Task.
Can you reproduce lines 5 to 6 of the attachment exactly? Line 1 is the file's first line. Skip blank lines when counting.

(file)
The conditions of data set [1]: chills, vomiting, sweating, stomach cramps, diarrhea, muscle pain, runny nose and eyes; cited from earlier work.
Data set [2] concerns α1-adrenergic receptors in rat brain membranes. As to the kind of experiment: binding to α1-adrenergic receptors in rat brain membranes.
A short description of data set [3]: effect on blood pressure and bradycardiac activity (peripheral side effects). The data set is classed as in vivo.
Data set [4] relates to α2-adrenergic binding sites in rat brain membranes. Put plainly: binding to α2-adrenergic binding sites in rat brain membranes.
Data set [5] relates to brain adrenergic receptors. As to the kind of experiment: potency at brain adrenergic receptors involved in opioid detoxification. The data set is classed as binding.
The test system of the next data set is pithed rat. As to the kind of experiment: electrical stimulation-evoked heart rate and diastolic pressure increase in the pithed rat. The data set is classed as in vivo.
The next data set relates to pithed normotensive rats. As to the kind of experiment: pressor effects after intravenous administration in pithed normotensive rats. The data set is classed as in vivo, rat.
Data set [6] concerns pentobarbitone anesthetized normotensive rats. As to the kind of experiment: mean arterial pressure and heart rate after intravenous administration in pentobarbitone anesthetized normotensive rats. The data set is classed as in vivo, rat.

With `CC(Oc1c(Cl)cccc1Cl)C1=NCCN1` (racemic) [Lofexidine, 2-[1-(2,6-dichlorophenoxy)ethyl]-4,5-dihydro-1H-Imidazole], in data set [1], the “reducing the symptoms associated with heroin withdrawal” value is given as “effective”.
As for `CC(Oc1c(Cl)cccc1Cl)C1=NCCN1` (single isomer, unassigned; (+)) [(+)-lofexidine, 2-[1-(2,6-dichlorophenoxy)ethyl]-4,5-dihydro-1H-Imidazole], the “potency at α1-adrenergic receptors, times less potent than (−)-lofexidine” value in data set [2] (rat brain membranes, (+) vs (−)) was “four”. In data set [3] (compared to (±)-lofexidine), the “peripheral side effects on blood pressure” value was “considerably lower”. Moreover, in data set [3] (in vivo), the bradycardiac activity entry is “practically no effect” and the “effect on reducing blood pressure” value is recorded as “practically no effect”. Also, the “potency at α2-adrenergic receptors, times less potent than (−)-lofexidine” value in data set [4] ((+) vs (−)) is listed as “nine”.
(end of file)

Data set [5] relates to brain adrenergic receptors. As to the kind of experiment: potency at brain adrenergic receptors involved in opioid detoxification. The data set is classed as binding.
The test system of the next data set is pithed rat. As to the kind of experiment: electrical stimulation-evoked heart rate and diastolic pressure increase in the pithed rat. The data set is classed as in vivo.